We just received the Unemployment Tax Notification. Should I pay the voluntary payment to reduce my rate? How do I calculate if a voluntary payment is beneficial?
A voluntary payment to reduce your annual unemployment tax rate can be a great option for tax contributing employers. It gives you the opportunity to make a onetime payment to Job and Family Services to lower your annual unemployment rate.
To calculate the benefit take the difference between your current rate and the optional reduced rate and multiply it by your taxable wage base. If the number is higher than the voluntary payment, it is a good idea to seriously consider making a voluntary payment.
Example: Your 2017 Total Contribution Rate is 2.5%, if you pay $962 you can reduce your rate to 2.3%. Your taxable wage base has been increasing and last year’s (07/01/2015 through 06/30/2016) was $234,761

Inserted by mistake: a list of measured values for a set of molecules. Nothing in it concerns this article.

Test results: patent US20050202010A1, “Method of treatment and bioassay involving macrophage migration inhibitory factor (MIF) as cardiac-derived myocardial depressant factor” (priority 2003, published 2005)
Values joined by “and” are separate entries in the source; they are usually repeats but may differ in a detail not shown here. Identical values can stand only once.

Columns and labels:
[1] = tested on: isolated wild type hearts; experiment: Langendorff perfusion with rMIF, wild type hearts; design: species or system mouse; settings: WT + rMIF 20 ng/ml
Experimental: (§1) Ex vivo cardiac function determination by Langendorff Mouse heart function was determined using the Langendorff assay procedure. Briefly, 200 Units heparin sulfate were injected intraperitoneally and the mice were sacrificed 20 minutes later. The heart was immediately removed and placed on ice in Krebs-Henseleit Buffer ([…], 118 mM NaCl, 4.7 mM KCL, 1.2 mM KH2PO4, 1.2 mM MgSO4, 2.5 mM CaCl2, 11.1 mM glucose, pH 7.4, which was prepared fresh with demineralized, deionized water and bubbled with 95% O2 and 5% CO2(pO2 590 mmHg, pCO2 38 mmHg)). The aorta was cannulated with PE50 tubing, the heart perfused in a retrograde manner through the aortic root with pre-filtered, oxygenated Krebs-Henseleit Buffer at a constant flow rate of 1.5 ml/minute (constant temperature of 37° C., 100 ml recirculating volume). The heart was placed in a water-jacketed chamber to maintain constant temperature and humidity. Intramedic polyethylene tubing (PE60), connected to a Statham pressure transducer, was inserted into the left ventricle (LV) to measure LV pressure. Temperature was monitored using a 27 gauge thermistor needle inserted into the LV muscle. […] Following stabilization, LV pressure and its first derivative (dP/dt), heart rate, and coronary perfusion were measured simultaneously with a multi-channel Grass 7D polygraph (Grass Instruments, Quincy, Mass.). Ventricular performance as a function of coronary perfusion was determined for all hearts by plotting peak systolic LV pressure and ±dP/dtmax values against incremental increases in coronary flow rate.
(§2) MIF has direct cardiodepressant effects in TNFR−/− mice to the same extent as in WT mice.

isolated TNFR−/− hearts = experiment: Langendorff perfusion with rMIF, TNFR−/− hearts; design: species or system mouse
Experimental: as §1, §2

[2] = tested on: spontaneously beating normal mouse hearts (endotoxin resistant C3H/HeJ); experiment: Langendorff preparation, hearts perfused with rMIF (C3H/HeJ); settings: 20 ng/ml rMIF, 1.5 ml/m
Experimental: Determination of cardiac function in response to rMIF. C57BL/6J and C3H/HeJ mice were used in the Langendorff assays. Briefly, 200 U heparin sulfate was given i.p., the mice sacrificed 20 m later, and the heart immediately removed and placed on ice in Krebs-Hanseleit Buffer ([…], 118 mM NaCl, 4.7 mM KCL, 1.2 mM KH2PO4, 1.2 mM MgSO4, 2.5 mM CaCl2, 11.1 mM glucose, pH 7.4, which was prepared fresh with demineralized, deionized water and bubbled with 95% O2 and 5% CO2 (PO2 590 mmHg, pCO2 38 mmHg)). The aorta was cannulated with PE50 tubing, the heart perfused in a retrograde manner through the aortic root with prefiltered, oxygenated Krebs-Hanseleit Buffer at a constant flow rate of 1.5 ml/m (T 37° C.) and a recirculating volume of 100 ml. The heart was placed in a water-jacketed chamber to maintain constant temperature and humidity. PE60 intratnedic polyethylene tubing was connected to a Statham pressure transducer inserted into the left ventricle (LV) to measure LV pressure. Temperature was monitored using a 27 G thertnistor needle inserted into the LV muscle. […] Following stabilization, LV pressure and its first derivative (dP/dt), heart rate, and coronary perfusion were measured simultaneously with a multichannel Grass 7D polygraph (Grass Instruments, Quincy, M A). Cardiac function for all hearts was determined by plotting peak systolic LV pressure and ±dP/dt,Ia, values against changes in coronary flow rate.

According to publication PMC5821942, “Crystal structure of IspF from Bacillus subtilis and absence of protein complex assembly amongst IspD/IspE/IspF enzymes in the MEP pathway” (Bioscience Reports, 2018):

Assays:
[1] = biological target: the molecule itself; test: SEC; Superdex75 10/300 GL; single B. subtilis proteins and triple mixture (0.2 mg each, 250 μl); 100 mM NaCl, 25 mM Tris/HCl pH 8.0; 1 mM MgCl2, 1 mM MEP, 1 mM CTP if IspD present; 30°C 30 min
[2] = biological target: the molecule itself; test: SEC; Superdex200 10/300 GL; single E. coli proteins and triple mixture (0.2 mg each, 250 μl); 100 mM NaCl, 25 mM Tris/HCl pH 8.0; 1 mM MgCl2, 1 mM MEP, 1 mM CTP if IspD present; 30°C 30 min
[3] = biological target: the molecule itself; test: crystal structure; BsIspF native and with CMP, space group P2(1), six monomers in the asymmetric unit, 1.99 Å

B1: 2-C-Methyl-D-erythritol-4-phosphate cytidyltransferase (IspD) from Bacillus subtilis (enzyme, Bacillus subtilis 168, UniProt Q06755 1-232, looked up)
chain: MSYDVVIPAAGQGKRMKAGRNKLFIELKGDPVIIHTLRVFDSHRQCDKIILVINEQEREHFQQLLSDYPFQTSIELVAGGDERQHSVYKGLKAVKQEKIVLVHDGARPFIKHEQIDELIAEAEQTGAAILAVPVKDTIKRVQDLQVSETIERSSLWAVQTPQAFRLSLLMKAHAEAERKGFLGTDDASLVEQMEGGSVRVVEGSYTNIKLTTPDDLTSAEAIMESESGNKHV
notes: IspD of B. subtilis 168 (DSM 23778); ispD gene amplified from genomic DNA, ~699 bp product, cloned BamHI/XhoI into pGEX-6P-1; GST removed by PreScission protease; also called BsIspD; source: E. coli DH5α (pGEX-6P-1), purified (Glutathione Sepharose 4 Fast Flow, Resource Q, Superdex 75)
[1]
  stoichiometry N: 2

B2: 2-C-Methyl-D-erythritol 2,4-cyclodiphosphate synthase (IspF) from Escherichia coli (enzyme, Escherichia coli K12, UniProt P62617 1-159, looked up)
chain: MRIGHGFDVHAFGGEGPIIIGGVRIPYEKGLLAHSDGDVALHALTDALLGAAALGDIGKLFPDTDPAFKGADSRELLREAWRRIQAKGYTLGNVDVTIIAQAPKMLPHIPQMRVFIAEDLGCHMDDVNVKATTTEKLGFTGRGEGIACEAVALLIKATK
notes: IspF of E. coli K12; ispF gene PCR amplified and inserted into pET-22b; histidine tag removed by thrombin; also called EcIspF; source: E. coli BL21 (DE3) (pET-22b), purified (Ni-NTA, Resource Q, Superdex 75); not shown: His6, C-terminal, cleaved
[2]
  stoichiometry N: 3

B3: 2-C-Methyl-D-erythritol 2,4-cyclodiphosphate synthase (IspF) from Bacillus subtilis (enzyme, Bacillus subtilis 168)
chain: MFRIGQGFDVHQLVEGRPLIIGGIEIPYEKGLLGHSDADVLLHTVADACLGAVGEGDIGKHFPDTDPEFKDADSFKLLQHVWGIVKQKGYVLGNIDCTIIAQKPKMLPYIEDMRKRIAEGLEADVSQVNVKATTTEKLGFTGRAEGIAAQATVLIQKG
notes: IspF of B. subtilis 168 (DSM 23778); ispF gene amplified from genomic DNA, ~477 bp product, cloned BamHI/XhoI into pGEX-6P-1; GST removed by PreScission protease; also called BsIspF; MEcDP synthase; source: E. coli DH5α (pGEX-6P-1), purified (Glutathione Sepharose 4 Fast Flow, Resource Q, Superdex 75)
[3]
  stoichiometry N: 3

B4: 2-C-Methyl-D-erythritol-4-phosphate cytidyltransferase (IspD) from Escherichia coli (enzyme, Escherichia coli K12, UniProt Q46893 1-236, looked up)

2.5% – 2.3% = .2% x $234,761 = $469.52 which is LESS than the $962 cost to buy down. In this scenario a voluntary contribution would not be recommended unless the taxable wage base is expected to increase to over $481,000 (voluntary contribution/difference in rate = $962/.002= $481,000).
Additional things to consider:
- Is your taxable wage base increasing or decreasing? This will impact your savings. The higher your taxable wage base, the higher potential savings
- Have you looked at Common Rating? If you have more than one unemployment account number, Common Rating may provide even further savings
- What states are you located in? Unemployment discount opportunities vary state by state—voluntary contributions and Common Rating may or may not be good options in your state
If you have any further questions or would like a free analysis of your tax rate notice(s), please contact Katie Jones at 513.351.1222 or email@example.com. Most states require you to take action before December 31.